“Wild Energy” is the name of the 2014 outdoor installation Lockwood created in collaboration with Bob Bielecki. The project is a 46-minute loop that begins with solar oscillations recorded by SOHO, a European spacecraft, and ends with ultrasound recorded from the inside of a pine tree, slowed down 10 times to be audible to the human ear.
The other piece Lockwood discussed during her talk was “A Sound Map of the Danube,” an example of sound mapping, a technique Lockwood has used for much of her career.
Europe’s second-longest river, the Danube is in Central and Eastern Europe. Lockwood’s installation mapped 59 sites along the river using natural sound and interviews and reflections from the region’s people. A map accompanied the sound installation.
“Sound mapping came out of the desire to find out about natural environments by going out and doing field recording,” says Northwestern Performance Studies Assistant Professor Shayna Silverstein, who attended the talk and teaches in the MA in Sound Arts and Industries. “[Lockwood] was part of the group of pioneers who made sound mapping a thing.”
Born in New Zealand, Lockwood was a trained musician and composer who began creating performance art pieces with choreographers, sound poets and visual artists in the 1960s and 1970s.
Stephan Moore, a lecturer in Northwestern’s Radio/Television/Film Department and faculty member in the MA in Sound Arts and Industries, first worked with Lockwood in 2007. In 2013, Moore was working on an exhibition of sound art for the Caramoor Center for Music and the Arts in Katonah, New York when he commissioned Lockwood’s installation. That piece became “Wild Energy.” The two remained friends, and Moore arranged for Lockwood to come speak with Northwestern students.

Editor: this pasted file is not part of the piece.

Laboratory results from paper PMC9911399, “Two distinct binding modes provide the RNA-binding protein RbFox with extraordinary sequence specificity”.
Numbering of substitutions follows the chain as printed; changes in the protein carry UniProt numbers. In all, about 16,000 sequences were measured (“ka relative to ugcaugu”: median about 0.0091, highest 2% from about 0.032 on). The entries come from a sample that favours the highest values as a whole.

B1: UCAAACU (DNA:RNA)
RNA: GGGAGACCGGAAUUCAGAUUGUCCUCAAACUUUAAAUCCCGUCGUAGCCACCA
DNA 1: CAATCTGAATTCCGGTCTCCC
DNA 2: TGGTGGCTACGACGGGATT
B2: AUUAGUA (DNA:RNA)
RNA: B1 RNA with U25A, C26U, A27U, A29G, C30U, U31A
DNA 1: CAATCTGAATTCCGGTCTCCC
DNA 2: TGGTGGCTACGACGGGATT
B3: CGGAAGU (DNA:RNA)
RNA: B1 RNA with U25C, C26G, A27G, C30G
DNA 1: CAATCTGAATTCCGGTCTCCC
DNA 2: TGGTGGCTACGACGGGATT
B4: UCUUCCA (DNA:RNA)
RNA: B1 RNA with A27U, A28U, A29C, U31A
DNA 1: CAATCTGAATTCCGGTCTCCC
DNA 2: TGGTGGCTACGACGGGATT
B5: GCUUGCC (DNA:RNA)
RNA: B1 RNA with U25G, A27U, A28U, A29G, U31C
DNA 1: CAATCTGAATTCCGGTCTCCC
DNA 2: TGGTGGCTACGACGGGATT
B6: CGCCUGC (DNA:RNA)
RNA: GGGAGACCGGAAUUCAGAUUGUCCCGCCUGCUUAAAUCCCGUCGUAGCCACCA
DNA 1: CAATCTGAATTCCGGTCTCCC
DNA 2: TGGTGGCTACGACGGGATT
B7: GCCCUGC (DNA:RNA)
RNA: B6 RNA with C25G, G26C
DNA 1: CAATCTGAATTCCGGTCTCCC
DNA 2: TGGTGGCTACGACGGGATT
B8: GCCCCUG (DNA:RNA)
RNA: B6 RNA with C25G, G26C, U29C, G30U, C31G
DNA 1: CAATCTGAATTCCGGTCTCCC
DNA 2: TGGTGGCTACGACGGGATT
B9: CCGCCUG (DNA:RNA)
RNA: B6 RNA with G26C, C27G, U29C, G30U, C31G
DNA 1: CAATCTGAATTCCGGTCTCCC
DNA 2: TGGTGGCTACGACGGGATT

This year, Sound Arts and Industries students have had several opportunities to learn about more traditional sound careers through various speakers, programs and Career Treks, but Lockwood presented a fresh perspective.
“[Lockwood] provided a different perspective on how the skills [students are] learning could be applied,” Moore says.
Moore is also teaching a class on John Cage, an American composer who like Lockwood, used sound in non-traditional ways. Cage’s career intersected with Lockwood’s, a fact Moore thought would interest his students.
“I thought that for these students, being able to come in and talk about the historical sweep of the 20th century avant-garde would be interesting,” he says.
But even those who aren’t enrolled in Moore’s course or in the Sound Arts and Industries program gained valuable information from Lockwood’s talk.
“She’s delightful as a speaker and she’s also a living embodiment of the field,” says Silverstein. “When she speaks, she’s able to speak from decades of experience and being there as the field emerged.”
According to Moore, “Wild Energy” was intended to be experienced in the woods on a bench or in a hammock surrounded by speakers, with the “sounds swirling up and around you.”
While students who attended the artist talk were not able to experience “Wild Energy” in this way, they did have the unique opportunity to listen to the installation in the school’s state-of-the-art facilities with the artist nearby.
“It’s different to listen via laptop versus listening with the artists in a high-tech room,” Silverstein says. “It was nice to be able to listen with Lockwood herself.”